The figures were painted by Dave Woodward (a figure painter of some considerable renown!).

Commander's flag is by Mark Allen.

Basing, unit flags, lances etc by yours truly.

Outsourcing to the professionals can give a project an early boost. In this case, it has allowed me to get on with various other units, more of which soon...

Tuesday 16 January 2024

Ottoman commander

Thanks to all who commented so positively on the previous post. Much appreciated.

Continuing with the Eastern Renaissance theme, here is the Ottoman command group I completed recently.

Figures are The Assault Group. Flag by Mark Allen.... another of his 'gems'.

Considering names for this particular Ottoman personality... all suggestions in comments please!

Sunday 14 January 2024


 First unit of Janissaries complete for my 17C Eastern Renaissance Project.

TAG figures. Quite a bit of cleaning up required on the castings, but enjoyed painting them.

Flag is by Mark Allen.

A good start to the year I think...

Wednesday 3 January 2024

Reviewing, Reflecting, and Plans for the Year

Firstly, Happy New Year! 

I trust you had a peaceful and enjoyable festive season, and that 2024 is stretching out before you like an inviting new chapter, in hobby terms, to enjoy it with renewed vigour and joy!

In the twilight, numberless, nameless days between Christmas and New Year (liberally peppered with hosting several social and family gatherings), I was curating a number of old hobby photographs. Amongst these were some of my hobby room when I lived up in Scotland.

Made me all nostalgic for a moment!

Over the past few days, I have been enjoying the email correspondence with members of the Virtual Wargames Club who have been setting out their plans for the year.

Similarly, my little gaming group, The Old Berks, have also been putting together their individual views on what the year will hold for them, hobby-wise.

In time-honoured fashion, this afternoon, I had a couple of hours with my own hobby journal just taking stock and making plans, so I thought I would take this opportunity to do likewise on the blog, beginning with a frank review of the year just gone.

Review of 2023.

In short, if ever a school report could have said, "Could do better", 2023 was that year! Notwithstanding certain mitigating factors, reflections on the last year are:

Gaming - not enough. In fact, very little. Now, whilst the gaming part of the hobby is not necessarily always my number one priority, I do want to have more games in the coming year.

Painting - not enough done. I started the year well with some Condottiere for playing Never Mind The Billhooks, and raced away for the first calendar quarter. Similarly, the last couple of months have been productive with the eastern renaissance project taking centre stage and getting some 'umph!' behind it. In total, in 2023, I achieved only 237 painting points (where an infantryman is one point, a cavalryman two points- one for rider, one for horse - and so on).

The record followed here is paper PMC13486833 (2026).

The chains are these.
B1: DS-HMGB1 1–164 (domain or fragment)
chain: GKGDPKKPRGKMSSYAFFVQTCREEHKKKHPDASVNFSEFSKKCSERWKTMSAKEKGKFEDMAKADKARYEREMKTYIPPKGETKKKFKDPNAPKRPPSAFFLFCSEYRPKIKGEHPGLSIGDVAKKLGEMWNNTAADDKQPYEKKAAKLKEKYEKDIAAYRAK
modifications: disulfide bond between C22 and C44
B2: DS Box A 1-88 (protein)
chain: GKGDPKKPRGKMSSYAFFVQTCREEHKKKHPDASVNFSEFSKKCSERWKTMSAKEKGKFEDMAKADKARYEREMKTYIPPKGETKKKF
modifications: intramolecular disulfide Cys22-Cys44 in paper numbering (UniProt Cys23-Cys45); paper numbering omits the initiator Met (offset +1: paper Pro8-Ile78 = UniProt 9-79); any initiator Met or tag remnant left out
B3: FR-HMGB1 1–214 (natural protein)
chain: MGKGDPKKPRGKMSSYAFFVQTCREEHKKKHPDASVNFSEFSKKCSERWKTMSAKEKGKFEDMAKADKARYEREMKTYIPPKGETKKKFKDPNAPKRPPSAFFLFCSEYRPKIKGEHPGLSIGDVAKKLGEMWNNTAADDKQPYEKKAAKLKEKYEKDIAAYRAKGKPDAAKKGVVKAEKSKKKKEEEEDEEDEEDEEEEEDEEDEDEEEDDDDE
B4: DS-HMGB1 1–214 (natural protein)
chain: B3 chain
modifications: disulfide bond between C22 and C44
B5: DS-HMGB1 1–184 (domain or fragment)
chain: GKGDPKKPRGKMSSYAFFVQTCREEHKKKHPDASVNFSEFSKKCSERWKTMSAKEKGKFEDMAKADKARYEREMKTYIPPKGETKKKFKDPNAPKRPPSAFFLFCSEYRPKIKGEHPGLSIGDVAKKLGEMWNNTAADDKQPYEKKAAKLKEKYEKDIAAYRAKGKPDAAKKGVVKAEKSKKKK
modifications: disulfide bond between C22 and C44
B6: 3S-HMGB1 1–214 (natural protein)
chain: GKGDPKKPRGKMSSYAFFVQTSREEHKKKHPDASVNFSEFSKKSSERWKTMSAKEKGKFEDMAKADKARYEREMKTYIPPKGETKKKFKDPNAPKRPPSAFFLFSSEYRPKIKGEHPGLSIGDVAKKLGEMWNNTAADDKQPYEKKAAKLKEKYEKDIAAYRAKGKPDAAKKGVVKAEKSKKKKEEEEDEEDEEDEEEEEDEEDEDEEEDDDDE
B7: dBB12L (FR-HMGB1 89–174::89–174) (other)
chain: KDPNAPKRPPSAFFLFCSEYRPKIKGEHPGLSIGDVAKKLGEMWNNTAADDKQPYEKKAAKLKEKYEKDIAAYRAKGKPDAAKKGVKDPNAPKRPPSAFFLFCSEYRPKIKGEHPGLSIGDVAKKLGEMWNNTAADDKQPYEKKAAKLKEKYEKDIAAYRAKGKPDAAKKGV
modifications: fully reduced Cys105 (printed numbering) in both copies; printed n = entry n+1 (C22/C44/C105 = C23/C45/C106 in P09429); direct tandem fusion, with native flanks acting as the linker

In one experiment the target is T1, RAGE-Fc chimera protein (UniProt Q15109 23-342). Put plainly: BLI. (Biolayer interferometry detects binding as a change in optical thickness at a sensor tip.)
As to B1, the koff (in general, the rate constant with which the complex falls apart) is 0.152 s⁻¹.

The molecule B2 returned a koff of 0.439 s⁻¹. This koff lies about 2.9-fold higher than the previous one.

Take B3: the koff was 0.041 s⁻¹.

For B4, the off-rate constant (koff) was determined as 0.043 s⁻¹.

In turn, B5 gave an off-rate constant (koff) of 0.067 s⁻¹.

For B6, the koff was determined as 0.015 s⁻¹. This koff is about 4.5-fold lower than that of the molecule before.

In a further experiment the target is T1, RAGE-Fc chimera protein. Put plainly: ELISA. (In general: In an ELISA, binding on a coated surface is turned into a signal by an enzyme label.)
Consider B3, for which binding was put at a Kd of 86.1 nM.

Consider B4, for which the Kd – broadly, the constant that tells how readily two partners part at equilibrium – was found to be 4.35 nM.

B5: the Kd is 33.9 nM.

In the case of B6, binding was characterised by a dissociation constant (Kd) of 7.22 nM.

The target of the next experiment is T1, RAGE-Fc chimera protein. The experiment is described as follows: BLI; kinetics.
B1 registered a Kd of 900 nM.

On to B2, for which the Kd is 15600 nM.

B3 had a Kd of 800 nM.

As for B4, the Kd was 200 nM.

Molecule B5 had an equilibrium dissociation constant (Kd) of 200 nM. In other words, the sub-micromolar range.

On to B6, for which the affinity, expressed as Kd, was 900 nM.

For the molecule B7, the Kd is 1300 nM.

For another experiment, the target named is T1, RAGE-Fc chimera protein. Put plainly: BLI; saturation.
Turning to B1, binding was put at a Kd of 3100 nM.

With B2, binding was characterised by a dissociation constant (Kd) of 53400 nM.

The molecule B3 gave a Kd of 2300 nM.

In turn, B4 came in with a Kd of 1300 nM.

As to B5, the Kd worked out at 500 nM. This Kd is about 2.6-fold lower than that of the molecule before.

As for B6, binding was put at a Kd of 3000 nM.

Display games at shows - none done in 2023. Will be back 'on the circuit' in 2024.

Virtual Wargames Club - this was a real boost; a Saturday afternoon tonic. Having set it up during lockdown back in 2020, I had dropped out for a while, but I'm delighted that it has been taken on by Stephen Caddy, and others, and adapted and improved along the way. I now attend when I can and certainly enjoy the company of the assembled throng.

Correspondence and Sharing - whilst I'm not a great one for posting on social media about the hobby, I do value regular correspondence with several people, chiefly via email. Again, that has been a highpoint of the year in being able to just chat about plans and ideas for projects.

Talking of which...

Plans for 2024.

Games - already have some in the diary, and hope this will be a much better year. Billhooks, some Eastern Renaissance using the fledgling collection, the old 1704 Wars of the Vaubarian Succession, will all get some attention.

Painting - I have set myself a modest target of 350 painting points for the year, primarily for the Eastern Renaissance project. There are also plans to add to the Billhooks Condottiere armies, and to possibly add more to the 1704 WVS project. In addition, I may paint 'something different and surprising' later on in 2024, if the mood still takes me towards the end of the year. I'm not letting this get in the way of the primary projects however.

Shows and Display Games - I probably won't go to York this year, but will visit Hammerhead and WMMS at Alumwell. I plan to do Display Games at both Partizans in 2024.

Writing - I will blog a  little more (maybe a lot more) and I also have some articles in draft for whichever magazine fancies them!

That just about covers it.

Finally, I was sad to hear the news of Bryan Ansell's passing the other day. I didn't know him well, but back in the 1990s we did correspond for a while, and had a number of lengthy phone calls, chewing the hobby fat. I only met him a couple of times I think. He also sent a rather nice Christmas card on one occasion, which I kept.

He certainly had an impact on the hobby and made a remarkable contribution. My condolences to his family and friends.